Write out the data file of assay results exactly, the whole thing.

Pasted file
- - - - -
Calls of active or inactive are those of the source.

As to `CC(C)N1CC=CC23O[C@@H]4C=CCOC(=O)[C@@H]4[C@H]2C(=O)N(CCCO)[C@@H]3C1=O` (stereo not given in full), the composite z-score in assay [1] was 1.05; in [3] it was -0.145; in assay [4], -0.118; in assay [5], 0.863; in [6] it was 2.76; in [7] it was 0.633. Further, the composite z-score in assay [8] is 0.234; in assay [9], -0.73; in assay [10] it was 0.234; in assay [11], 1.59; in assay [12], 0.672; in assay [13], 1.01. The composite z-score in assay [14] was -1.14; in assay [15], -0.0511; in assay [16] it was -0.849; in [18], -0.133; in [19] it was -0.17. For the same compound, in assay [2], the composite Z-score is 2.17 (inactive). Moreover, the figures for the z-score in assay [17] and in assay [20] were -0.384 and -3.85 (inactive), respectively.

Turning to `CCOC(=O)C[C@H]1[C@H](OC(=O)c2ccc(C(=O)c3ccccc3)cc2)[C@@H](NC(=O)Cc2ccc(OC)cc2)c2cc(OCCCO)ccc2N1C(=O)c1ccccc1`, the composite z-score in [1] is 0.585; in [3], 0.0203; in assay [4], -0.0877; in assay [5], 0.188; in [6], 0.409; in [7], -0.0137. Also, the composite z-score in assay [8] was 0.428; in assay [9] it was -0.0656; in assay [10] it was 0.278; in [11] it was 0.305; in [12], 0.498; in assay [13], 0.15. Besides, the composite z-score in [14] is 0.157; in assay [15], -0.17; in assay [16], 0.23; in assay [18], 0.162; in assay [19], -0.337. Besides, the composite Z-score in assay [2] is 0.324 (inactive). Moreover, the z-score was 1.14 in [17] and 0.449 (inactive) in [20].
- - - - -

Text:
Calls of active or inactive are those of the source.

As to `CC(C)N1CC=CC23O[C@@H]4C=CCOC(=O)[C@@H]4[C@H]2C(=O)N(CCCO)[C@@H]3C1=O` (stereo not given in full), the composite z-score in assay [1] was 1.05; in [3] it was -0.145; in assay [4], -0.118; in assay [5], 0.863; in [6] it was 2.76; in [7] it was 0.633. Further, the composite z-score in assay [8] is 0.234; in assay [9], -0.73; in assay [10] it was 0.234; in assay [11], 1.59; in assay [12], 0.672; in assay [13], 1.01. The composite z-score in assay [14] was -1.14; in assay [15], -0.0511; in assay [16] it was -0.849; in [18], -0.133; in [19] it was -0.17. For the same compound, in assay [2], the composite Z-score is 2.17 (inactive). Moreover, the figures for the z-score in assay [17] and in assay [20] were -0.384 and -3.85 (inactive), respectively.

Turning to `CCOC(=O)C[C@H]1[C@H](OC(=O)c2ccc(C(=O)c3ccccc3)cc2)[C@@H](NC(=O)Cc2ccc(OC)cc2)c2cc(OCCCO)ccc2N1C(=O)c1ccccc1`, the composite z-score in [1] is 0.585; in [3], 0.0203; in assay [4], -0.0877; in assay [5], 0.188; in [6], 0.409; in [7], -0.0137. Also, the composite z-score in assay [8] was 0.428; in assay [9] it was -0.0656; in assay [10] it was 0.278; in [11] it was 0.305; in [12], 0.498; in assay [13], 0.15. Besides, the composite z-score in [14] is 0.157; in assay [15], -0.17; in assay [16], 0.23; in assay [18], 0.162; in assay [19], -0.337. Besides, the composite Z-score in assay [2] is 0.324 (inactive). Moreover, the z-score was 1.14 in [17] and 0.449 (inactive) in [20].